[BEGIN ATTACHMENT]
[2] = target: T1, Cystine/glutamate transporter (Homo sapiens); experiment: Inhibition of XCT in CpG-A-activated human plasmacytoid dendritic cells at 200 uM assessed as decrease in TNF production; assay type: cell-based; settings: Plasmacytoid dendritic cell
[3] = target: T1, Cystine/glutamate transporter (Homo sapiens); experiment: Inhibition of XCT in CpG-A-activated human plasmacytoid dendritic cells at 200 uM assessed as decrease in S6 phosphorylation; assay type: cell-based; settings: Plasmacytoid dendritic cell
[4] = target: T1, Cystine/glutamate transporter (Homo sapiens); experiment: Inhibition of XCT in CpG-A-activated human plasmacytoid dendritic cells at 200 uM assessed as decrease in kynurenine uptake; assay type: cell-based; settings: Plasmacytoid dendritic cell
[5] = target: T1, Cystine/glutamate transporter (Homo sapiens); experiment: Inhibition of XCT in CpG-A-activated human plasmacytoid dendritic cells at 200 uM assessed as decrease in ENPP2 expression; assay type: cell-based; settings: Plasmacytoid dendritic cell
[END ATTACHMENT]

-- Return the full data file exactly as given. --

[2] = target: T1, Cystine/glutamate transporter (Homo sapiens); experiment: Inhibition of XCT in CpG-A-activated human plasmacytoid dendritic cells at 200 uM assessed as decrease in TNF production; assay type: cell-based; settings: Plasmacytoid dendritic cell
[3] = target: T1, Cystine/glutamate transporter (Homo sapiens); experiment: Inhibition of XCT in CpG-A-activated human plasmacytoid dendritic cells at 200 uM assessed as decrease in S6 phosphorylation; assay type: cell-based; settings: Plasmacytoid dendritic cell
[4] = target: T1, Cystine/glutamate transporter (Homo sapiens); experiment: Inhibition of XCT in CpG-A-activated human plasmacytoid dendritic cells at 200 uM assessed as decrease in kynurenine uptake; assay type: cell-based; settings: Plasmacytoid dendritic cell
[5] = target: T1, Cystine/glutamate transporter (Homo sapiens); experiment: Inhibition of XCT in CpG-A-activated human plasmacytoid dendritic cells at 200 uM assessed as decrease in ENPP2 expression; assay type: cell-based; settings: Plasmacytoid dendritic cell